Virginia v. American Booksellers Assn., Inc.

484 U. S. 383

January 25, 1988

Virginia had long prohibited selling obscene books to juveniles, and in 1985 the law was amended to prohibit the displaying of these books to juveniles too. Bookstores protested that keeping kids from seeing obscene books was simply not feasible. Shielding the books from the kids would be costly, and would inevitably prevent adults from seeing them too. The bookstores also argued that a surprisingly high percentage of books sold were obscene under the statute. As an example, they cited a collection of classic love poems.

The Supreme Court unanimously decided to punt. Brennan certified two questions to the Virginia Supreme Court, which had the power to authoritatively interpret the law. First, were the books like the love poem collection really inappropriate for juveniles under the law? This was asked because the Commonwealth’s lawyer emphatically claimed they were not. Second, is the law violated if the books are physically displayed, but the bookstore still prevents kids from perusing them?

Stevens objected that the first question treated all the books at issue as a package deal. He said that the Virginia Supreme Court ought to give individual judgment on each book that the bookstores complained of being covered by the law. In any event, certification was a good idea, and it’s a shame that it’s not used more often. As to the case itself, it’s a clear relic of the sadly long gone days when it was still possible to fight obscenity. I’ll be the first to admit that the internet has been a wonderful tool for good; but it’s also indisputably been a powerful tool for evil.

Hazelwood School Dist. v. Kuhlmeier

484 U. S. 260

January 13, 1988

A high school published, at its own expense, a newspaper written by students in a journalism class. In one 1983 issue, the principal ordered the removal before publication of articles about student pregnancy and divorce, citing several compelling concerns over anonymity, journalistic ethics, and the mature subject matter. The students claimed that this violated their First Amendment rights from the Tinker case. If this were a Hollywood movie, the dewy-eyed, idealistic kids would have taken that mean ol’ killjoy of a principal all the way to the Supreme Court and won.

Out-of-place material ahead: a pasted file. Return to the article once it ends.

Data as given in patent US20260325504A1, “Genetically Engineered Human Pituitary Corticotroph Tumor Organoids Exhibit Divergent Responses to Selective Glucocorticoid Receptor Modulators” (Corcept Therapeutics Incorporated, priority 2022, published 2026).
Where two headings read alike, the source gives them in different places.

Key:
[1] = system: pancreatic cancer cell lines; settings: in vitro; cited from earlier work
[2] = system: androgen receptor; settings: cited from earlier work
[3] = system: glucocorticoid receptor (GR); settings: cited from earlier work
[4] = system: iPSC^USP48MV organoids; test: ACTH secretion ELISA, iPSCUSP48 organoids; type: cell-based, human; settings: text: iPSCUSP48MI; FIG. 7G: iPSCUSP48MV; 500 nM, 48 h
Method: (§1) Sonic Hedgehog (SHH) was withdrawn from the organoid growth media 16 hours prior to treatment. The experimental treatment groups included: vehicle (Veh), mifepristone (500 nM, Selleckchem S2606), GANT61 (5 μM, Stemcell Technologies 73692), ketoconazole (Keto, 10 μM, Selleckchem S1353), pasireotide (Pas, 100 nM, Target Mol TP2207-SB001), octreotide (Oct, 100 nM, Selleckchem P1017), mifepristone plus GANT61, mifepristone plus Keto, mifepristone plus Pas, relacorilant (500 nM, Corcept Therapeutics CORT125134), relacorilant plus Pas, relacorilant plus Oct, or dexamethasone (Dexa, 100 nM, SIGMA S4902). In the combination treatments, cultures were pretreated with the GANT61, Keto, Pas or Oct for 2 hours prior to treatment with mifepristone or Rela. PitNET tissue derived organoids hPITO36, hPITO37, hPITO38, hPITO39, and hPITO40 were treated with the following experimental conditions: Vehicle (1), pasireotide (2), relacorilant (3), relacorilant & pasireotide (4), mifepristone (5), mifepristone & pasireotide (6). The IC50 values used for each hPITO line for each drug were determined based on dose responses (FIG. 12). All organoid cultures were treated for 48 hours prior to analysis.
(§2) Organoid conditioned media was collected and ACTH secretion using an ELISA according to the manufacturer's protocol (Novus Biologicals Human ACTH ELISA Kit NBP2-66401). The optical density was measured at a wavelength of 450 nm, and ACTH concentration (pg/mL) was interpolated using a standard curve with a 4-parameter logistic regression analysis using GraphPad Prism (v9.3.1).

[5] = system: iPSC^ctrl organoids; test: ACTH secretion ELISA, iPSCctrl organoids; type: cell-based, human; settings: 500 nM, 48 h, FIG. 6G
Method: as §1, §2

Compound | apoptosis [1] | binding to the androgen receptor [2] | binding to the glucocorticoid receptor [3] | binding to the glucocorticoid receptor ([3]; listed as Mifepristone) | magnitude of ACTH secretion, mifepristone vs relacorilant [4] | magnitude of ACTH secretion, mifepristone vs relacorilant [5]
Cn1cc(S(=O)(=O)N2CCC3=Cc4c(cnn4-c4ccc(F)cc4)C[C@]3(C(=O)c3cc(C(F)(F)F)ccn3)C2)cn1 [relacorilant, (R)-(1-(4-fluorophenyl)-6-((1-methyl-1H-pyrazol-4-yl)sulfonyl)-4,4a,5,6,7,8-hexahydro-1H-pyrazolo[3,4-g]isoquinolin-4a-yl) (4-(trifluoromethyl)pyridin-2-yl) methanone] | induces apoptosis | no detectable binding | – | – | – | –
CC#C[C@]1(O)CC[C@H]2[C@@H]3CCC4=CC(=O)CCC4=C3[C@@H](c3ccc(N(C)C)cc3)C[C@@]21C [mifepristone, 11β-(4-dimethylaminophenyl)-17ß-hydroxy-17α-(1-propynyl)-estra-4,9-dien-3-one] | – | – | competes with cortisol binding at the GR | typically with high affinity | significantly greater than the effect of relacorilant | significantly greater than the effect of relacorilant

Thankfully, it was not a Hollywood movie, and the Supreme Court smacked the snotty little kids down. White wrote for the Court, which ruled 5-3 that the principal had acted reasonably. Because the newspaper was published by the school, and part of the school’s education mission, school administrator’s had a right to oversee its content, and ensure that it met proper standards for distribution to the student body. The school had not intended to create a forum for unsupervised free speech, and the speech exercised in the paper was not private as in Tinker. White concluded by showing that the principal’s censoring had been eminently reasonable (it had even been commended by the editor of a real newspaper).

Brennan, joined by Marshall and Blackmun, quite evidently wanted the Hollywood ending. He moaned that Tinker hadn’t said anything about the effect of school sponsorship, and so it shouldn’t matter. He ominously intimated that the principal was a prude who was hellbent on brutally squashing anything that promoted sexual promiscuity. And he threw in a hearty helping of Monday morning quarterbacking about alternative options the school could have taken when faced with the troubling articles. Hazelwood was predictably greeted by an avalanche of sententious tut-tutting from the press, who also wanted the Hollywood ending badly. Lost in most commentary on the decision was the fact that the principal was totally on point in all his objections.